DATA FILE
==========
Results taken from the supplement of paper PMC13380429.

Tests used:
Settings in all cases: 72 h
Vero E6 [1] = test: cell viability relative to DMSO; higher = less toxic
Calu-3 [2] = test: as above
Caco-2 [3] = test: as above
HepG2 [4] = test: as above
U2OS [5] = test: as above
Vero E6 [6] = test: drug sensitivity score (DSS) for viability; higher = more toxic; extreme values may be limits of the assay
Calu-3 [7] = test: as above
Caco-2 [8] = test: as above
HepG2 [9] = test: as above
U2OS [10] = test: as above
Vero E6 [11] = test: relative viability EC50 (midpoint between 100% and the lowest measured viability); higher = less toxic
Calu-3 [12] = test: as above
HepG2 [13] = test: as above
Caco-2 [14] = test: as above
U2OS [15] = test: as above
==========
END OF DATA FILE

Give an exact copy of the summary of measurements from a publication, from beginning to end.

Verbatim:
Results taken from the supplement of paper PMC13380429.

Tests used:
Settings in all cases: 72 h
Vero E6 [1] = test: cell viability relative to DMSO; higher = less toxic
Calu-3 [2] = test: as above
Caco-2 [3] = test: as above
HepG2 [4] = test: as above
U2OS [5] = test: as above
Vero E6 [6] = test: drug sensitivity score (DSS) for viability; higher = more toxic; extreme values may be limits of the assay
Calu-3 [7] = test: as above
Caco-2 [8] = test: as above
HepG2 [9] = test: as above
U2OS [10] = test: as above
Vero E6 [11] = test: relative viability EC50 (midpoint between 100% and the lowest measured viability); higher = less toxic
Calu-3 [12] = test: as above
HepG2 [13] = test: as above
Caco-2 [14] = test: as above
U2OS [15] = test: as above